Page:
Eric - 1 month ago 21

R Question

Answer

It is not a difficult job. Suppose we have some observed data `x`

(your `TMESAL$learningTime`

), and as a reproducible example I simply generate 1000 standardized normal random samples:

```
set.seed(0)
x <- rnorm(1000)
```

Now we perform density estimation, with some customization:

```
d <- density.default(x, n = 512, cut = 3)
str(d)
# List of 7
# $ x : num [1:512] -3.91 -3.9 -3.88 -3.87 -3.85 ...
# $ y : num [1:512] 2.23e-05 2.74e-05 3.35e-05 4.07e-05 4.93e-05 ...
# ... truncated ...
```

We take out `d$x`

and `d$y`

:

```
xx <- d$x ## 512 evenly spaced points on [min(x) - 3 * d$bw, max(x) + 3 * d$bw]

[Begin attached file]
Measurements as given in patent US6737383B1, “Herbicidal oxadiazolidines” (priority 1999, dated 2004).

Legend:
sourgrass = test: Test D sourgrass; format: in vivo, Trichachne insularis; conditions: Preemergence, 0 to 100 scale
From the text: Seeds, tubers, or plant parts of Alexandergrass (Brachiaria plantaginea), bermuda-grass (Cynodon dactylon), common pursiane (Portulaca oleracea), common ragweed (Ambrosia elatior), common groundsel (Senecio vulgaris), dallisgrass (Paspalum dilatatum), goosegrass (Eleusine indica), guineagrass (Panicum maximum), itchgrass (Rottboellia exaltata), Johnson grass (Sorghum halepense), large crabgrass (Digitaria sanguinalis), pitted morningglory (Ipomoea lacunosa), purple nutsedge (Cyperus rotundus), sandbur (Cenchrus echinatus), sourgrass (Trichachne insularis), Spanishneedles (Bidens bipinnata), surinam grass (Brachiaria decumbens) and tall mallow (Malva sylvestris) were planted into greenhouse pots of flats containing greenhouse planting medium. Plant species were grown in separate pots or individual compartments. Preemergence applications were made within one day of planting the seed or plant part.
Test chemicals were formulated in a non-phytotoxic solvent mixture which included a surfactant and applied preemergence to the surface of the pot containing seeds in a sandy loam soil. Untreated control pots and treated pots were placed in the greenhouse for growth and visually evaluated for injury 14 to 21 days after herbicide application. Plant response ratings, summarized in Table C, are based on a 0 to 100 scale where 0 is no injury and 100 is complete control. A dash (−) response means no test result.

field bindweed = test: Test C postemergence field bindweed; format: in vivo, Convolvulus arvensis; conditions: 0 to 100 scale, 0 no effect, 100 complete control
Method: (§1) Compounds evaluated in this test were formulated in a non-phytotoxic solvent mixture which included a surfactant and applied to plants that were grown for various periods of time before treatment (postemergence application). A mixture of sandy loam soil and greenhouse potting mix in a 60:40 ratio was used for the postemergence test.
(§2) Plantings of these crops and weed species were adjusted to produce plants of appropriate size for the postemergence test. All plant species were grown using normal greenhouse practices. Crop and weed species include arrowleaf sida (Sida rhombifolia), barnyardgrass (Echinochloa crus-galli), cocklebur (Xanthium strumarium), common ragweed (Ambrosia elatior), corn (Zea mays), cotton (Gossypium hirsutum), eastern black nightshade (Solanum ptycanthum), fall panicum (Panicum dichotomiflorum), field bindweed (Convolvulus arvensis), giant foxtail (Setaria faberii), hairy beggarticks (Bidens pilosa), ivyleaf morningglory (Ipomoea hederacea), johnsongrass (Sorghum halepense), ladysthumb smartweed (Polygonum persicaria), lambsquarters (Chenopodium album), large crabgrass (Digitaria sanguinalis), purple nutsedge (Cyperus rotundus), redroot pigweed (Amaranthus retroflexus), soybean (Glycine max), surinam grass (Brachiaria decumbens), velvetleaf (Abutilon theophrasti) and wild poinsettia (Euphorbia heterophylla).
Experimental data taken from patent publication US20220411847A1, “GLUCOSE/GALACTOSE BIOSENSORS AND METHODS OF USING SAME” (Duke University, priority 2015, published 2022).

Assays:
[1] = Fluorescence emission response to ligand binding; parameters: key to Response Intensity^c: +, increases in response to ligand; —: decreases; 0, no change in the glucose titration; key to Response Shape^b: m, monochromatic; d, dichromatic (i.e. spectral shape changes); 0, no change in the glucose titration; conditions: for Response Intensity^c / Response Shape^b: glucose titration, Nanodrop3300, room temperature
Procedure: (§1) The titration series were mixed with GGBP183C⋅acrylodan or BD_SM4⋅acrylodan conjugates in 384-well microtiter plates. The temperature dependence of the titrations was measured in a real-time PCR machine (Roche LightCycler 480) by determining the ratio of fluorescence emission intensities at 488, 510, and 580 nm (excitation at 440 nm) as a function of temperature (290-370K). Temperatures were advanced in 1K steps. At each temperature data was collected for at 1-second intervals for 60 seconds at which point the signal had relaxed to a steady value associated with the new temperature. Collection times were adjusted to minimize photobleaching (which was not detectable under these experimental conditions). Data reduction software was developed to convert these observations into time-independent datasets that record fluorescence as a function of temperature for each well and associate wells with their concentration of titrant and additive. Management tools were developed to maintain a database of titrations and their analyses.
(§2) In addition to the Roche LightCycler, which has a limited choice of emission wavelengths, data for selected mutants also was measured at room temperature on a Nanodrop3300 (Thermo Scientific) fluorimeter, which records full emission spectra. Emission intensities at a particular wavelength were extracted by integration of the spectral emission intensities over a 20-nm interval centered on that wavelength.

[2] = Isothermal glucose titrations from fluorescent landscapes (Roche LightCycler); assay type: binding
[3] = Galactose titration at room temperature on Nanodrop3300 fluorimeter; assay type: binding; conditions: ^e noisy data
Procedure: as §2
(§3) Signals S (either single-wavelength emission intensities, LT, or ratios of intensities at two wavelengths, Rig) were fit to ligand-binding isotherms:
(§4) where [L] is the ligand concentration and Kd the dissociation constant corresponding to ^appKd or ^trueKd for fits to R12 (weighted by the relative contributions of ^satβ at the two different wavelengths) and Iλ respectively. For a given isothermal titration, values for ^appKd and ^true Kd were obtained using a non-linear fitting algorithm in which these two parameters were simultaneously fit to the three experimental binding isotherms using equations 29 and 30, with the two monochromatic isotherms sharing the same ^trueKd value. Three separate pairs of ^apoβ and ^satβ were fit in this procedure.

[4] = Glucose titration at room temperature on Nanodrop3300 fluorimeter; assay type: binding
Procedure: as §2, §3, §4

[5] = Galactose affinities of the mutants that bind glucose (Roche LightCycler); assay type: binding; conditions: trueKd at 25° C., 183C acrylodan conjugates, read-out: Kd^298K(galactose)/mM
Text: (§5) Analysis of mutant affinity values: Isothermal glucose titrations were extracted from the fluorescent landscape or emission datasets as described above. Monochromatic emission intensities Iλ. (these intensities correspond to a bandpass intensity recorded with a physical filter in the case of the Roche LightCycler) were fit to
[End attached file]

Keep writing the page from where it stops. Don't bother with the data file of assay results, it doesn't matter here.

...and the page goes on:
dx <- xx[2L] - xx[1L] ## spacing / bin size
yy <- d$y ## 512 density values for `xx`
plot(xx, yy, type = "l") ## plot density curve (or use `plot(d)`)
```

Integration can be performed by *Riemann Sum*. For example, the area under the density curve is:

```
C <- sum(yy) * dx ## sum(yy * dx)
# [1] 1.000976
```

Since *Riemann Sum* is only an approximation, this deviates from 1 a little bit. We call this value "normalizing constant".

Now, suppose we want to find area under then curve, from `x0 = 1`

to the end of the curve, i.e., numerical integration on `[x0, Inf]`

, we can approximate it by

```
p.unscaled <- sum(yy[xx >= x0]) * dx
# [1] 0.1691366
```

The above is unscaled estimation, we can scale it by `C`

:

```
p.scaled <- p.unscaled / C
# [1] 0.1689718
```

Since the true density of our simulated `x`

is know, we can compare this estimate with true value:

```
pnorm(x0, lower.tail = FALSE)
# [1] 0.1586553
```

which is fairly close.